The same principles applicable to sound recordings apply to photographic recording of public meetings. In practice, still cameras and video recording are commonplace. See Berry v. Peoples Broad. Corp., 547 N.E.2d 231, 234 (Ind. 1989) (approving of the following definition of “record”: “the reasonable use of recorders, cameras and any other recognized means of recording”).

    view more
  • Iowa

    Sound and photographic recordings are allowed. "The public may use cameras or recording devices at any open session." Public bodies may make rules to keep meetings "orderly, and free from interference." Iowa Code § 21.7.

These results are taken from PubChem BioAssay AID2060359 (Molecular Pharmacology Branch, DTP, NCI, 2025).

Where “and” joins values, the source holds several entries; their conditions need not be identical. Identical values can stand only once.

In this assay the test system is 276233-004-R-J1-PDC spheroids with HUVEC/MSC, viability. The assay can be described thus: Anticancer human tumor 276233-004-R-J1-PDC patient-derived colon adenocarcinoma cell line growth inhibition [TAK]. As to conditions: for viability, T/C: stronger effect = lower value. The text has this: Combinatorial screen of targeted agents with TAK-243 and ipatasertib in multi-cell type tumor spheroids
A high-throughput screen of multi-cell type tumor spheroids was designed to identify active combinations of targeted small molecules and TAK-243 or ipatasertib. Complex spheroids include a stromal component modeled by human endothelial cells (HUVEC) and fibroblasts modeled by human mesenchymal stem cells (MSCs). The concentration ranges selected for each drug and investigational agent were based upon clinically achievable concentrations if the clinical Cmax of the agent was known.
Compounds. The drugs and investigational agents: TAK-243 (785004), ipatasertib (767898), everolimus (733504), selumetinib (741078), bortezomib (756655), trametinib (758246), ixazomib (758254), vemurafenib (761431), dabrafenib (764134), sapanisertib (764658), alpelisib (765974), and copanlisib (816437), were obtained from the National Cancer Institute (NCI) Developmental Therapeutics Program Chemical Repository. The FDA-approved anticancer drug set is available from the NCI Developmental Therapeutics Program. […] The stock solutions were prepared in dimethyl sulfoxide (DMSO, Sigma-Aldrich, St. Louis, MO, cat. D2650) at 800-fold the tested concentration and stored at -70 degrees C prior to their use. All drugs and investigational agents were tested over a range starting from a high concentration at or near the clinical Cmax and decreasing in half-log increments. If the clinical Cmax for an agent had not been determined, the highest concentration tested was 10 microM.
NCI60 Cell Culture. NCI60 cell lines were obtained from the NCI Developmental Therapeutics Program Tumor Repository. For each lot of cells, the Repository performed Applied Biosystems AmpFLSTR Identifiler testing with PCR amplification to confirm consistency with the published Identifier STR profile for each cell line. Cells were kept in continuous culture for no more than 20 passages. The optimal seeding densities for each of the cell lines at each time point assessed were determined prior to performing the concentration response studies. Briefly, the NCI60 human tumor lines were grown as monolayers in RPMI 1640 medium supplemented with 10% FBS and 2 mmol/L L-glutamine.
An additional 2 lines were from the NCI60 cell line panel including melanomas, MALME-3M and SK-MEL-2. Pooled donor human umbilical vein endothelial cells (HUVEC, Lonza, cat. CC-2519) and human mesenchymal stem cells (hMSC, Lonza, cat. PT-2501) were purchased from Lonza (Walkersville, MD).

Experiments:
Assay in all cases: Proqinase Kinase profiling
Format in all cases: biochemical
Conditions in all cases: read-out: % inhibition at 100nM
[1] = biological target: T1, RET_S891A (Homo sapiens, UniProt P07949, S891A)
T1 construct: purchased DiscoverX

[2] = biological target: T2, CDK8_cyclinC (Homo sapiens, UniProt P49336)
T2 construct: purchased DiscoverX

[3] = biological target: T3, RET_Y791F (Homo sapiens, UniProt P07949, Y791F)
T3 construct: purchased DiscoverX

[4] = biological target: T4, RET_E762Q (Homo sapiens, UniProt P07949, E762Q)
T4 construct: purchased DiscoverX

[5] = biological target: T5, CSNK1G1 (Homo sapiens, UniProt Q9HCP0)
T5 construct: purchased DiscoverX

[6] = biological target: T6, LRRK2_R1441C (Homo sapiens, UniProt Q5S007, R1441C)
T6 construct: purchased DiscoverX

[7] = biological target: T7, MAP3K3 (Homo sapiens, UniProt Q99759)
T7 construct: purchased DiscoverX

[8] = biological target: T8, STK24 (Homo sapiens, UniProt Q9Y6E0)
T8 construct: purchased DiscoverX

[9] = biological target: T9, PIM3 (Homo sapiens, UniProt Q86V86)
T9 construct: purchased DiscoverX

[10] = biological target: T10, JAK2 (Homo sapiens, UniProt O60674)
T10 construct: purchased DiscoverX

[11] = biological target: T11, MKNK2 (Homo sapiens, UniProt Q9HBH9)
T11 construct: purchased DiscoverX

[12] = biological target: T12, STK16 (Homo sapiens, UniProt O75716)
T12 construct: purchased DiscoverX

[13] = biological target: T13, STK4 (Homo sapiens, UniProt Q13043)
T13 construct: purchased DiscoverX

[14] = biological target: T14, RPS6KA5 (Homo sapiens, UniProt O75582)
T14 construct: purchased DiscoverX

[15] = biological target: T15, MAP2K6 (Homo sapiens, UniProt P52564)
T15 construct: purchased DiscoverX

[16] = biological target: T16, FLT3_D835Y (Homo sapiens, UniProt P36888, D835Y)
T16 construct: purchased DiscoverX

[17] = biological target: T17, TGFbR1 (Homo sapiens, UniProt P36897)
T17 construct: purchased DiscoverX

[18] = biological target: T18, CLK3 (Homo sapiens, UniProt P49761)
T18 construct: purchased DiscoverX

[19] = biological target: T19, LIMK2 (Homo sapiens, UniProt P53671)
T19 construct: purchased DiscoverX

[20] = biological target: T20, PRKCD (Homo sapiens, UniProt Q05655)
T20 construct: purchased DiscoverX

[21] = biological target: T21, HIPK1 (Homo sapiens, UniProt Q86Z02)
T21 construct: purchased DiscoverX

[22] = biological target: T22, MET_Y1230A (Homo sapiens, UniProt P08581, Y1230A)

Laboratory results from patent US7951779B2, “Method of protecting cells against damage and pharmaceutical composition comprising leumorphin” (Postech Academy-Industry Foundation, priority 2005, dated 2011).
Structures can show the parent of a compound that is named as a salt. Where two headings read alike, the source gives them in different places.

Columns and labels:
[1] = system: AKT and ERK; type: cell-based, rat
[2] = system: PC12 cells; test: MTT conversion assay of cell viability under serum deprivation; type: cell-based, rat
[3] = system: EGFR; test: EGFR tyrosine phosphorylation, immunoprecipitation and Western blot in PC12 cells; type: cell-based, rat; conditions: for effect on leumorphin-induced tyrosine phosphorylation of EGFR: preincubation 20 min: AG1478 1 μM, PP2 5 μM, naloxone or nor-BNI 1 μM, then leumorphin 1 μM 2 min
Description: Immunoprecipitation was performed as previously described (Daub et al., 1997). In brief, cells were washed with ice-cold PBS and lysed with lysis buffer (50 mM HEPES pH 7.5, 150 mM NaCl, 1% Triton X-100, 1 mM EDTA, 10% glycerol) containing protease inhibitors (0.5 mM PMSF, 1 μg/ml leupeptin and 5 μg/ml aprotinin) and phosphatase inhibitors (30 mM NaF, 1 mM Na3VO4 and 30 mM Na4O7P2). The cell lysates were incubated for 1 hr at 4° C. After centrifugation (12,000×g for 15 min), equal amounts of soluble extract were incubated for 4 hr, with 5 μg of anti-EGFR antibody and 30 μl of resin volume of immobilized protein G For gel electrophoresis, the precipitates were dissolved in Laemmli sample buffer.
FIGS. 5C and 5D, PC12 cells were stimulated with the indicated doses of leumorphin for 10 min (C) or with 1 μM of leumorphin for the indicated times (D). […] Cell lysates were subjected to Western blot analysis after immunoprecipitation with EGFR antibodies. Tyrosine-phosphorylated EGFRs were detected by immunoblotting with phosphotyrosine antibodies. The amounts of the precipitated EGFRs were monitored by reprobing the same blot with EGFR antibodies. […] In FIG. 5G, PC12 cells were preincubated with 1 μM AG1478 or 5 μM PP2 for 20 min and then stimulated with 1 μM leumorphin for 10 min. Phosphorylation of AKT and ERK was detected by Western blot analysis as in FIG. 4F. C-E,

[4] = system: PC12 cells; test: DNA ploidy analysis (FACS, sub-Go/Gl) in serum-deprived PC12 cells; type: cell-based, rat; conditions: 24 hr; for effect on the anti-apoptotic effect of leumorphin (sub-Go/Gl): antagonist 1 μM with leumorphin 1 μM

view more
  • Kansas

    Yes. K.S.A. 75-4318(e) subject to reasonable rules to ensure the orderly conduct of the proceedings at such meeting.

    view more
  • Kentucky

    Photographic recordings are allowed. See Ky. Rev. Stat. 61.840.

    view more
  • Louisiana

    No specific provision for or limitation of photographic recordings. Presumably, however, section 42:23(A) permits both motion picture "filming" and still photography.

    view more
  • Maine

    Any person attending a public proceeding has a right to film the proceedings, or to make a live broadcast, provided that the filming or broadcasting does not interfere with the orderly conduct of proceedings. 1 M.R.S.A. § 404. Bodies and agencies are authorized to make reasonable rules and regulations governing these activities but may not prohibit them.

    view more
  • Maryland